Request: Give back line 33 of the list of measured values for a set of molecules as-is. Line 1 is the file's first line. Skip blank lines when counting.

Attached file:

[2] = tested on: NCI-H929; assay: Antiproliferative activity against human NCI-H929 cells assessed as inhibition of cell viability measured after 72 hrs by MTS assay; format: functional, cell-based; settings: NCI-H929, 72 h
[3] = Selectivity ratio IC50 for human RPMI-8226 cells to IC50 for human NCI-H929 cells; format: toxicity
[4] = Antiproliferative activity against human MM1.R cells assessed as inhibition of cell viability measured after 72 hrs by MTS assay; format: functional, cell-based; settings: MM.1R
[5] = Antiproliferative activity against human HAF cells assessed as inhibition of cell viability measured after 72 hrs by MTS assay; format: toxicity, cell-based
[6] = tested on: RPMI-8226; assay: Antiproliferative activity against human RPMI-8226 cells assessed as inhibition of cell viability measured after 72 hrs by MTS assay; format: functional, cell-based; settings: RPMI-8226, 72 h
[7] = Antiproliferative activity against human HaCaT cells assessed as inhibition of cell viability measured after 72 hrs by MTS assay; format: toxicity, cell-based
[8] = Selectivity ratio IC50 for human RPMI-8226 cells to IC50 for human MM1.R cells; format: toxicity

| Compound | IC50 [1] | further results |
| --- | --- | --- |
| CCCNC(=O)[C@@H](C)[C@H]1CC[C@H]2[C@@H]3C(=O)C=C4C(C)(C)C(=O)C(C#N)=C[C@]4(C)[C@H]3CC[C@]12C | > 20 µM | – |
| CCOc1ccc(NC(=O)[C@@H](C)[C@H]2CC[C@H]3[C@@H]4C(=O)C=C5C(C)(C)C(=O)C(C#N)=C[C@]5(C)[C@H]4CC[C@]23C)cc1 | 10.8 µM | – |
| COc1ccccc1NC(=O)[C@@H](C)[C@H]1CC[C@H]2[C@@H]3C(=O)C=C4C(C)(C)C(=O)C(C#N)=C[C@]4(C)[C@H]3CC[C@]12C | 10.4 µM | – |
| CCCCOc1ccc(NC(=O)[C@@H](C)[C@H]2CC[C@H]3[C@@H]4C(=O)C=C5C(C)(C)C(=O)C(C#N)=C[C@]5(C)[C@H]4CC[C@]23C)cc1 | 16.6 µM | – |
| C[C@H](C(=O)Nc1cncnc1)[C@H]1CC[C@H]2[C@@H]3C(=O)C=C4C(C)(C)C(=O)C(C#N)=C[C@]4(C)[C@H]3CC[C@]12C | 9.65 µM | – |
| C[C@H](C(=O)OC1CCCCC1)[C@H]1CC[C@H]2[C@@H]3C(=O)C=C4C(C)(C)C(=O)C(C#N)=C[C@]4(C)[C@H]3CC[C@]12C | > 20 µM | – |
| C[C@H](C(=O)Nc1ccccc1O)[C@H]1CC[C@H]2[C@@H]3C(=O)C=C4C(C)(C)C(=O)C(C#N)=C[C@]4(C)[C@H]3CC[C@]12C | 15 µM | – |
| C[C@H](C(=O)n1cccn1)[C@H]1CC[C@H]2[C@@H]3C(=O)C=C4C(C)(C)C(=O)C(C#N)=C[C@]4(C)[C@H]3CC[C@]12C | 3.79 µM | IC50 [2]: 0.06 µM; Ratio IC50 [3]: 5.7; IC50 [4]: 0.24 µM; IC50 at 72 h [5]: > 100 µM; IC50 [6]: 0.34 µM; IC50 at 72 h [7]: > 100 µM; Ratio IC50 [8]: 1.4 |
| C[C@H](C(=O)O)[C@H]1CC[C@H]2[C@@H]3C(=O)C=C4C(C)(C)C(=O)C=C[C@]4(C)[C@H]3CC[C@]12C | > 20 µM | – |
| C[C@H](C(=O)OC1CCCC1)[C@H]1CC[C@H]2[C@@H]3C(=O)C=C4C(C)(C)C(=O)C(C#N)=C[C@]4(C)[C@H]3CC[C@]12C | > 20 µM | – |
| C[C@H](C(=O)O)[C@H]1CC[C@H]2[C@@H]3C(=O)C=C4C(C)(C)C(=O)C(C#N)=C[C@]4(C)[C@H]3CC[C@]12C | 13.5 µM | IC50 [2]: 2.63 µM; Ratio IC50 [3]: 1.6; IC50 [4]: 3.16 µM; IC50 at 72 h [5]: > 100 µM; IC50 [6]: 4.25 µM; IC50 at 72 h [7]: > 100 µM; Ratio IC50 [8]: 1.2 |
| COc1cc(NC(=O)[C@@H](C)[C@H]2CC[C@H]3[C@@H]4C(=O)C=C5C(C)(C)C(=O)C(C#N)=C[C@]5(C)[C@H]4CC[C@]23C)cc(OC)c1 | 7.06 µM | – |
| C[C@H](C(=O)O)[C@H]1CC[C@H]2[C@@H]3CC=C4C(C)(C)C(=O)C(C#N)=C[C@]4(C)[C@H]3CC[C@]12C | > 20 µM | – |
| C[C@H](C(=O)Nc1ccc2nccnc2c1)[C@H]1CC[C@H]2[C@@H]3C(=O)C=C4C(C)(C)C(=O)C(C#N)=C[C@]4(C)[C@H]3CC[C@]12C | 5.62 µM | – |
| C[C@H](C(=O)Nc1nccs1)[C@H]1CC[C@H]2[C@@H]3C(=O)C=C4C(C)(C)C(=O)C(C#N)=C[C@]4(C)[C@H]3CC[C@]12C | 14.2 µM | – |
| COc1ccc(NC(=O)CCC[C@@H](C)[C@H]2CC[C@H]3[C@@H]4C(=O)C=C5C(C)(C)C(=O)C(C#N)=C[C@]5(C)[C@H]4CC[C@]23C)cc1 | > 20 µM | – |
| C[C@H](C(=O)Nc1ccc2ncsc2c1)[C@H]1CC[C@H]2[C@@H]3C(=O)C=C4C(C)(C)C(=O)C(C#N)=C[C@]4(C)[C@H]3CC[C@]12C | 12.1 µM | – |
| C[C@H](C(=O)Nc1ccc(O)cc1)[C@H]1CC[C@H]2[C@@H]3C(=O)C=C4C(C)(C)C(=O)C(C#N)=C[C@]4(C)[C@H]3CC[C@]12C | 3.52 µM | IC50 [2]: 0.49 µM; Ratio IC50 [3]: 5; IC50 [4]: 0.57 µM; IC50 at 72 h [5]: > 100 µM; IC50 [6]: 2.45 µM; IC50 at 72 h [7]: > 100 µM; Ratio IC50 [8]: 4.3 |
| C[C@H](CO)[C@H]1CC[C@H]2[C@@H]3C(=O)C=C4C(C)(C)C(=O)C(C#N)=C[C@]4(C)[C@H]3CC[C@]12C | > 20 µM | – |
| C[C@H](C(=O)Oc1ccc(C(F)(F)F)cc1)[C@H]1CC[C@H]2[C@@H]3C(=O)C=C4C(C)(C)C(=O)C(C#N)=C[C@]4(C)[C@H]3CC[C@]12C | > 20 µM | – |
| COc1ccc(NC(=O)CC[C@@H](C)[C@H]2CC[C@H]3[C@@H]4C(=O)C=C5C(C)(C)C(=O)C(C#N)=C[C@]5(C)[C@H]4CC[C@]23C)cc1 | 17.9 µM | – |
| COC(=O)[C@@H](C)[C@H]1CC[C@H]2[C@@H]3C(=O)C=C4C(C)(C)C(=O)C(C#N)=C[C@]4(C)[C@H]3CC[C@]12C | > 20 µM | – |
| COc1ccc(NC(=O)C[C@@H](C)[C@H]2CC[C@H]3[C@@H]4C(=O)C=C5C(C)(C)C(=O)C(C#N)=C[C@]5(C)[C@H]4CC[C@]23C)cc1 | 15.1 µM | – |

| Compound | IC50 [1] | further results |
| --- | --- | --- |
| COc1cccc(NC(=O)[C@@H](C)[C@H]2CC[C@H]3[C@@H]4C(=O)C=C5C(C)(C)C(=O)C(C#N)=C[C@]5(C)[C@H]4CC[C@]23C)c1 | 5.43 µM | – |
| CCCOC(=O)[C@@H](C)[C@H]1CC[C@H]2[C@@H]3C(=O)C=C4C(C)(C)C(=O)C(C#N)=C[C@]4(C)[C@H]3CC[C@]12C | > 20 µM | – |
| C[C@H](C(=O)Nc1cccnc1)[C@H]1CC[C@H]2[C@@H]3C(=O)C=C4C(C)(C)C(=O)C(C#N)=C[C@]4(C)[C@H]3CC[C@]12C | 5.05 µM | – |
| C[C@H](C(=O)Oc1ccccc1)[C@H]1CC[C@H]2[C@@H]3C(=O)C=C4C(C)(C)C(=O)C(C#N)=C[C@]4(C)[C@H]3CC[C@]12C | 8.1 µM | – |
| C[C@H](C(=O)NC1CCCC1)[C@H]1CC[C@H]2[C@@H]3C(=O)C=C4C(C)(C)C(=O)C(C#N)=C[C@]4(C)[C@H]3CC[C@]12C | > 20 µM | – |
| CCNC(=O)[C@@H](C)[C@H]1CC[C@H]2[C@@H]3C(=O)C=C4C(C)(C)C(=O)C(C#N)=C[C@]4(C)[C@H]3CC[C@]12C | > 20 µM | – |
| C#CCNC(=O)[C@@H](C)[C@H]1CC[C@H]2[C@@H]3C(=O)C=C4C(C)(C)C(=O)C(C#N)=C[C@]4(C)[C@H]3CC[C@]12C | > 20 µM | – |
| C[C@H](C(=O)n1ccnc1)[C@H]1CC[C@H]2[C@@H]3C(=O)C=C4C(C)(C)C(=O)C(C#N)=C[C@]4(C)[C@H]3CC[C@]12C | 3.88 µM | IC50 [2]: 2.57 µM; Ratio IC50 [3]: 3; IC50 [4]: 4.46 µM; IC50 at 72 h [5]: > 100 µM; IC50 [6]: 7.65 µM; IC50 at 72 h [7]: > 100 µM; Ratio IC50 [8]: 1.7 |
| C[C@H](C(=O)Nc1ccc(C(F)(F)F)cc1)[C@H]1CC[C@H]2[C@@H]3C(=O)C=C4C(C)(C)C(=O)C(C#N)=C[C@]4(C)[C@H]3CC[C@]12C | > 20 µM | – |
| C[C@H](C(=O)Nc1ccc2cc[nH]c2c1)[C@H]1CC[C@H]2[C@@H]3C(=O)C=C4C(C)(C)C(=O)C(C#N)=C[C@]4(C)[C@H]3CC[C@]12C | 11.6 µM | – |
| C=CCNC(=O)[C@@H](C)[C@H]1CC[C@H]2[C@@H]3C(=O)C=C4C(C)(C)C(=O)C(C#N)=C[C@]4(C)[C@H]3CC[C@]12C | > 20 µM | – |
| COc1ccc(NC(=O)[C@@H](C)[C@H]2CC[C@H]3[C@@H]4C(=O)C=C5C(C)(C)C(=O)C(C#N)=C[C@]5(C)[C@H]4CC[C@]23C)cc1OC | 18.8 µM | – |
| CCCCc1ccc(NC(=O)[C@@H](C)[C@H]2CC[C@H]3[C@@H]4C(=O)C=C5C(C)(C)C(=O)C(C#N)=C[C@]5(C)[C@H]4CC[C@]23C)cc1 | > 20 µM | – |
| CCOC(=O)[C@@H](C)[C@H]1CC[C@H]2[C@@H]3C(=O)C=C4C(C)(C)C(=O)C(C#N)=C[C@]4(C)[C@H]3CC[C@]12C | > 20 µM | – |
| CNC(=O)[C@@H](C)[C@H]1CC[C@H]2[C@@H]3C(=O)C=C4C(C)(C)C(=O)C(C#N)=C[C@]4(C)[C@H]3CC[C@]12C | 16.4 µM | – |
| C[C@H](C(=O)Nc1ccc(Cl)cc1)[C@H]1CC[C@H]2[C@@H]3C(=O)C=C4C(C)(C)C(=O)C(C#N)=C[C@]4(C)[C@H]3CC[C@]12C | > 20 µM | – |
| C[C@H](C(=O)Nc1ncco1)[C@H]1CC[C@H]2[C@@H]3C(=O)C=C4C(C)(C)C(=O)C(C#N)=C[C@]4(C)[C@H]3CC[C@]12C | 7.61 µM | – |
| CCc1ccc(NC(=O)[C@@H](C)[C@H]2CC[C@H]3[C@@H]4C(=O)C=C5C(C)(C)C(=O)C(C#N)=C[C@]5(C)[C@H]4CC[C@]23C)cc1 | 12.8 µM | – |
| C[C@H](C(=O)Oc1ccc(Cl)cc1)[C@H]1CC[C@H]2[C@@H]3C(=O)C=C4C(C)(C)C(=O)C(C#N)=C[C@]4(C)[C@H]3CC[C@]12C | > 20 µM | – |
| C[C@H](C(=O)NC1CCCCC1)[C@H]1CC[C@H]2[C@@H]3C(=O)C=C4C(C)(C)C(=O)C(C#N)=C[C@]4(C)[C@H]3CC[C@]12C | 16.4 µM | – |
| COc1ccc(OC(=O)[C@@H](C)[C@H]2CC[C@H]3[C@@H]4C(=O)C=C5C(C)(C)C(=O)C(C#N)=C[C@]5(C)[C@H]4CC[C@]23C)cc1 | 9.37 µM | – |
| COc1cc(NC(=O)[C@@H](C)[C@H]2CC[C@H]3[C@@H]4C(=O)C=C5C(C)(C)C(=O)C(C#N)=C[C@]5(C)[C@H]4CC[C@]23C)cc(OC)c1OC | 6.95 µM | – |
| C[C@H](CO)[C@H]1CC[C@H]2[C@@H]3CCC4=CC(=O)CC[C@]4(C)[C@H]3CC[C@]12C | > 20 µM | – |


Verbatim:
| Compound | IC50 [1] | further results |